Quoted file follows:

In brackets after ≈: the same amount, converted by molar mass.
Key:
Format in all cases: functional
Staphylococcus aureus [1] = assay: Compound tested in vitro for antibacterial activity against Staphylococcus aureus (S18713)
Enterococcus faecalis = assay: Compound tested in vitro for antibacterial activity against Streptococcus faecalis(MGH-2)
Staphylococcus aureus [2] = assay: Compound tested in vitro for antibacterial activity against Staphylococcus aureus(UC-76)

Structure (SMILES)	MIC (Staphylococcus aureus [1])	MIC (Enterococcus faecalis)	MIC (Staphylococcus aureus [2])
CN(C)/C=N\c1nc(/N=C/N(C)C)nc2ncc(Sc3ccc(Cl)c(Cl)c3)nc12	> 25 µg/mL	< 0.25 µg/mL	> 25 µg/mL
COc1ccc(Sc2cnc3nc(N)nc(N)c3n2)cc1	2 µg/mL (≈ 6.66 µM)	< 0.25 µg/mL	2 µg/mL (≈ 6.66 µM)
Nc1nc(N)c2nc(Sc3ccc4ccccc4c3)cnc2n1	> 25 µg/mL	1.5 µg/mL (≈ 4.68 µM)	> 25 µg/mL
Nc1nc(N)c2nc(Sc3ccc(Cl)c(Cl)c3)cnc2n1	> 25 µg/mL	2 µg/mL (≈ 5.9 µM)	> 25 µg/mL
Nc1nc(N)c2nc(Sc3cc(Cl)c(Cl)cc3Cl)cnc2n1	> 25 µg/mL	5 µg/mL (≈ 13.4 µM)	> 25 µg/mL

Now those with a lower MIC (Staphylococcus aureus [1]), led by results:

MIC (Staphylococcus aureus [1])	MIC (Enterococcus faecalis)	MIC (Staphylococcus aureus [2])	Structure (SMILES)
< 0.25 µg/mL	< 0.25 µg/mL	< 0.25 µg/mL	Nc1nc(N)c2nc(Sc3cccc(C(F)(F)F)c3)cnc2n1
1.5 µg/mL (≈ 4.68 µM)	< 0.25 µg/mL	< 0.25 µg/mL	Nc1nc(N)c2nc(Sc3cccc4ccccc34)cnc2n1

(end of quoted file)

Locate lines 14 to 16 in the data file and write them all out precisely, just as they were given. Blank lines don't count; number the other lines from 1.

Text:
MIC (Staphylococcus aureus [1])	MIC (Enterococcus faecalis)	MIC (Staphylococcus aureus [2])	Structure (SMILES)
< 0.25 µg/mL	< 0.25 µg/mL	< 0.25 µg/mL	Nc1nc(N)c2nc(Sc3cccc(C(F)(F)F)c3)cnc2n1
1.5 µg/mL (≈ 4.68 µM)	< 0.25 µg/mL	< 0.25 µg/mL	Nc1nc(N)c2nc(Sc3cccc4ccccc34)cnc2n1